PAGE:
Chris Walsh: Attorney Vicente Sees Big Profits for CO. Dispensaries That Weather Storm

I met with Colorado attorney Brian Vicente yesterday for the first time, dropping by his office in downtown Denver to formally introduce myself and pick his brain about the medical marijuana industry. It was long overdue. I’ve read his quotes in plenty of news reports about pot, and someone mentions his name at nearly every function I attend.

Vicente has been involved with the industry for quite some time and recently formed Vicente Consulting, which provides legal services and guidance to medical marijuana centers and related companies. He’s also one of the main forces behind a move to get a measure on the ballot next year that would pave the way for the recreational use of marijuana.

Here are some of the highlights from our conversation:

– Vicente sees a bright future for medical marijuana dispensaries in Colorado – even though many are losing money as they adapt to new rules that took effect July 1. Those that survive this turbulent time, Vicente says, will probably make a decent amount of money when the dust settles. The regulations will weed out the weaker dispensaries and leave a solid core of strong players. So if your dispensary is drowning in red ink, try to hang on.

– While it’s hard to get an exact number at this point, Vicente has heard through the grapevine that some dispensaries have closed since new regulations went into effect in Colorado on July 1. The reason: They don’t have the resources or cash to meet the requirements. One figure going around puts the number of closures at about 50. Vicente, however, doubts it is this high, saying that industry contraction will likely play out over a longer period of time.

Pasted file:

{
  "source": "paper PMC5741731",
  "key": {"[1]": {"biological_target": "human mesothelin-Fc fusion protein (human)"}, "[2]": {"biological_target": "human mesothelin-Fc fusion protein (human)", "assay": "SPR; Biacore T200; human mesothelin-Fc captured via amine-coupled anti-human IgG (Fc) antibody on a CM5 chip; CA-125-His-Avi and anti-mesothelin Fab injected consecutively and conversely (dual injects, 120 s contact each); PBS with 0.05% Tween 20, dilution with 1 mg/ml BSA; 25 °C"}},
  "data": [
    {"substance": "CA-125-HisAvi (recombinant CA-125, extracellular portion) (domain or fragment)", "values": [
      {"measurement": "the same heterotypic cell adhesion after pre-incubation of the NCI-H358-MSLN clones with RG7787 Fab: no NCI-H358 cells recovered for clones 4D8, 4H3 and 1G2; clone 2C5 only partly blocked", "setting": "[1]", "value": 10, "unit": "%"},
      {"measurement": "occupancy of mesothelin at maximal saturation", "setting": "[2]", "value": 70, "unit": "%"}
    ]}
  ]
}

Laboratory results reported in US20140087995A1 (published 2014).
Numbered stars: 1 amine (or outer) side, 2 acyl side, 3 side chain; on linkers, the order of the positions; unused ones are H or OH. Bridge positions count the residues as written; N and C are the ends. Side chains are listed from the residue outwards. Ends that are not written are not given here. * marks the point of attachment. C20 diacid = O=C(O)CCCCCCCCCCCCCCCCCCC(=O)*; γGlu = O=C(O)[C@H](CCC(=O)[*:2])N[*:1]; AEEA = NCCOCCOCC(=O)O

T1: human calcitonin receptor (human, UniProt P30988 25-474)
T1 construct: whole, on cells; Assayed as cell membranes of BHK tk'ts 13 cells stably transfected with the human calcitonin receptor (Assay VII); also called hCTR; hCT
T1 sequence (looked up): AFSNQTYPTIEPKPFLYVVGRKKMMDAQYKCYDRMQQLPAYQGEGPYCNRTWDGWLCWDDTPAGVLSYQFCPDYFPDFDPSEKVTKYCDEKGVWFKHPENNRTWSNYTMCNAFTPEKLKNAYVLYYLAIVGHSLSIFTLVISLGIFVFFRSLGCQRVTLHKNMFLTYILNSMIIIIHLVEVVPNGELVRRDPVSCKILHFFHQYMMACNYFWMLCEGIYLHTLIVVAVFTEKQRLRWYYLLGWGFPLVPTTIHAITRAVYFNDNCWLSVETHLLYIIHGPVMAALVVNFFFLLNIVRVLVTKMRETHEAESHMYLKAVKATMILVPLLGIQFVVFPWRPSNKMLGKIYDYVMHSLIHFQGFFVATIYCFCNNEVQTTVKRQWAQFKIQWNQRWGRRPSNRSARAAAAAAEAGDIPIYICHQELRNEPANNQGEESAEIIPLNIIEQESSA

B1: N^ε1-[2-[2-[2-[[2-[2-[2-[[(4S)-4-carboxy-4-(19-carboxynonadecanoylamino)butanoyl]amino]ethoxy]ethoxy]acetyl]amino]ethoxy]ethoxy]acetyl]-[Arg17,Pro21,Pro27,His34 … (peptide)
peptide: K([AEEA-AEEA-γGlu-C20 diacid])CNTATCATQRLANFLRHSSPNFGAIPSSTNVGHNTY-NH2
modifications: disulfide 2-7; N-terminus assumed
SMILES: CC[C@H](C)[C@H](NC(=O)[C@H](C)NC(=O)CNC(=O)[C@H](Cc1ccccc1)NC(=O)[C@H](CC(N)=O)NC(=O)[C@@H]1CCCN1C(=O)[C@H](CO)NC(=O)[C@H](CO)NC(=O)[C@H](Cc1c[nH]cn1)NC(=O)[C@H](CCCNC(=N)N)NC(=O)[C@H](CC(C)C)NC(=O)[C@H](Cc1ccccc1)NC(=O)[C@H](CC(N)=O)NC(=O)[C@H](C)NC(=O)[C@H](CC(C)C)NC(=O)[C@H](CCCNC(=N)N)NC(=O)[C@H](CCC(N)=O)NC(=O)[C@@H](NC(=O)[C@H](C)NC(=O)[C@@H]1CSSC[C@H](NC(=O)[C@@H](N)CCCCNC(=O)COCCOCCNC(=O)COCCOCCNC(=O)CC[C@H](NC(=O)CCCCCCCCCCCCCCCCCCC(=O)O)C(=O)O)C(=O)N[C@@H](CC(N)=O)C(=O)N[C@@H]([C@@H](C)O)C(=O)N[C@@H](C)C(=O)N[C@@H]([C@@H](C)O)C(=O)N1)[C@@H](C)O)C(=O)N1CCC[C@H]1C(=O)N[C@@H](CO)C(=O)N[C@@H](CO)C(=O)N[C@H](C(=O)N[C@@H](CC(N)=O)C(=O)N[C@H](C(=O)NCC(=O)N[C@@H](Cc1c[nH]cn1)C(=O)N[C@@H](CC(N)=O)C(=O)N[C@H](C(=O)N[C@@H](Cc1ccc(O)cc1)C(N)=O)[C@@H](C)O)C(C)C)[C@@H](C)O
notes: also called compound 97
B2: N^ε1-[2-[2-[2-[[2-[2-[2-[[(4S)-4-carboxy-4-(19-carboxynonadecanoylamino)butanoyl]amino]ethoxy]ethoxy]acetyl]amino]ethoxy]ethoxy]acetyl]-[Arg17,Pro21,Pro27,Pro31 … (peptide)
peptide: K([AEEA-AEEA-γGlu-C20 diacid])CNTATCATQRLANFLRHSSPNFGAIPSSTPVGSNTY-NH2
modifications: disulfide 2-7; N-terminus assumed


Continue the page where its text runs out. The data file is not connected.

–  Colorado voters seem ready to fully embrace pot. Vicente said polls taken in January and March indicate that more than 50 percent of voters would back legislation to tax and regulate marijuana like liquor.

– While some people in the medical marijuana industry freaked out over a new memo from the federal government indicating that dispensaries could be prosecuted even if they’re following state laws, the reaction in Colorado was muted. Vicente said he did receive some calls and emails from dispensaries asking for guidance. But most people simply shrugged it off.

Chris Walsh is the editor of Medical Marijuana Business Daily

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